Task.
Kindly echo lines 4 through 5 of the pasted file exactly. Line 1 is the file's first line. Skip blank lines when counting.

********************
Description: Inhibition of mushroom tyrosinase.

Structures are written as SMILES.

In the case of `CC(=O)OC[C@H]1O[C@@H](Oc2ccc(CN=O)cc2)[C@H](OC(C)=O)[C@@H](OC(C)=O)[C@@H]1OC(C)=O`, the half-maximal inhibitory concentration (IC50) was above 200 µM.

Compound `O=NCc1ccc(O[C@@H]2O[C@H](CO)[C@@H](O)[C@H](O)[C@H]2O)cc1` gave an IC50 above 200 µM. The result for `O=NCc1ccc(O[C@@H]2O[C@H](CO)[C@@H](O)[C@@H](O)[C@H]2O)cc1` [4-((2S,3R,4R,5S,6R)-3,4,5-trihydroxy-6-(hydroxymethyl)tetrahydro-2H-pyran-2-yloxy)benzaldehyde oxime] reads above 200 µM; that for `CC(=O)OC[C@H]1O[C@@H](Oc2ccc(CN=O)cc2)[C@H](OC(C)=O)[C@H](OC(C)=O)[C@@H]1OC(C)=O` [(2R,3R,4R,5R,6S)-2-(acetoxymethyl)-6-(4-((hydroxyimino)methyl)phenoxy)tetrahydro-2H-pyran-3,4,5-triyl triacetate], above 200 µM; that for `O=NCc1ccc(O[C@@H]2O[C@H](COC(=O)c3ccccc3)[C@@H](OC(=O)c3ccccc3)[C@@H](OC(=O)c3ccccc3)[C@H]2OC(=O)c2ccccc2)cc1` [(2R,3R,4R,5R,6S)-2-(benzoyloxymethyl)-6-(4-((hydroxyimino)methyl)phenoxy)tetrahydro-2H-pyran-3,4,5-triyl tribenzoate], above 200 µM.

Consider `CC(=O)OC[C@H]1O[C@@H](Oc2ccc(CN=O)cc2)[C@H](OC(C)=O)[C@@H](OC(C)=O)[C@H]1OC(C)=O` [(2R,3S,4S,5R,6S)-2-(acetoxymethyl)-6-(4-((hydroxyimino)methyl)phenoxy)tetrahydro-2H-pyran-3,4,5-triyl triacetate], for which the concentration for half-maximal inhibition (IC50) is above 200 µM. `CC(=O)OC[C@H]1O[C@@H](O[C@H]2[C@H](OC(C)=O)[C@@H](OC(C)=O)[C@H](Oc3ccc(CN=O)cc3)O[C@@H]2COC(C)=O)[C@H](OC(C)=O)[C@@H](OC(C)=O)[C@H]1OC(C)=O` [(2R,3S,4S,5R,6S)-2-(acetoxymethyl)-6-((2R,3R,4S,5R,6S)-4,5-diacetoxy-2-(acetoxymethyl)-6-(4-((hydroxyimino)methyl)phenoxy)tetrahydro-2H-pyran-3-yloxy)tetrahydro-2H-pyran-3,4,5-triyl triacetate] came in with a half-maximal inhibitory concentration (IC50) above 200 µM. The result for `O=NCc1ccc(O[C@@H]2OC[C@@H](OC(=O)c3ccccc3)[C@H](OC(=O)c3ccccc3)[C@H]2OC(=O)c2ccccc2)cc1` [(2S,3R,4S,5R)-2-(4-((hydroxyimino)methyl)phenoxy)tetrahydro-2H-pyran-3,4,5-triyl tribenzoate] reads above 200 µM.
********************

Compound `O=NCc1ccc(O[C@@H]2O[C@H](CO)[C@@H](O)[C@H](O)[C@H]2O)cc1` gave an IC50 above 200 µM. The result for `O=NCc1ccc(O[C@@H]2O[C@H](CO)[C@@H](O)[C@@H](O)[C@H]2O)cc1` [4-((2S,3R,4R,5S,6R)-3,4,5-trihydroxy-6-(hydroxymethyl)tetrahydro-2H-pyran-2-yloxy)benzaldehyde oxime] reads above 200 µM; that for `CC(=O)OC[C@H]1O[C@@H](Oc2ccc(CN=O)cc2)[C@H](OC(C)=O)[C@H](OC(C)=O)[C@@H]1OC(C)=O` [(2R,3R,4R,5R,6S)-2-(acetoxymethyl)-6-(4-((hydroxyimino)methyl)phenoxy)tetrahydro-2H-pyran-3,4,5-triyl triacetate], above 200 µM; that for `O=NCc1ccc(O[C@@H]2O[C@H](COC(=O)c3ccccc3)[C@@H](OC(=O)c3ccccc3)[C@@H](OC(=O)c3ccccc3)[C@H]2OC(=O)c2ccccc2)cc1` [(2R,3R,4R,5R,6S)-2-(benzoyloxymethyl)-6-(4-((hydroxyimino)methyl)phenoxy)tetrahydro-2H-pyran-3,4,5-triyl tribenzoate], above 200 µM.

Consider `CC(=O)OC[C@H]1O[C@@H](Oc2ccc(CN=O)cc2)[C@H](OC(C)=O)[C@@H](OC(C)=O)[C@H]1OC(C)=O` [(2R,3S,4S,5R,6S)-2-(acetoxymethyl)-6-(4-((hydroxyimino)methyl)phenoxy)tetrahydro-2H-pyran-3,4,5-triyl triacetate], for which the concentration for half-maximal inhibition (IC50) is above 200 µM. `CC(=O)OC[C@H]1O[C@@H](O[C@H]2[C@H](OC(C)=O)[C@@H](OC(C)=O)[C@H](Oc3ccc(CN=O)cc3)O[C@@H]2COC(C)=O)[C@H](OC(C)=O)[C@@H](OC(C)=O)[C@H]1OC(C)=O` [(2R,3S,4S,5R,6S)-2-(acetoxymethyl)-6-((2R,3R,4S,5R,6S)-4,5-diacetoxy-2-(acetoxymethyl)-6-(4-((hydroxyimino)methyl)phenoxy)tetrahydro-2H-pyran-3-yloxy)tetrahydro-2H-pyran-3,4,5-triyl triacetate] came in with a half-maximal inhibitory concentration (IC50) above 200 µM. The result for `O=NCc1ccc(O[C@@H]2OC[C@@H](OC(=O)c3ccccc3)[C@H](OC(=O)c3ccccc3)[C@H]2OC(=O)c2ccccc2)cc1` [(2S,3R,4S,5R)-2-(4-((hydroxyimino)methyl)phenoxy)tetrahydro-2H-pyran-3,4,5-triyl tribenzoate] reads above 200 µM.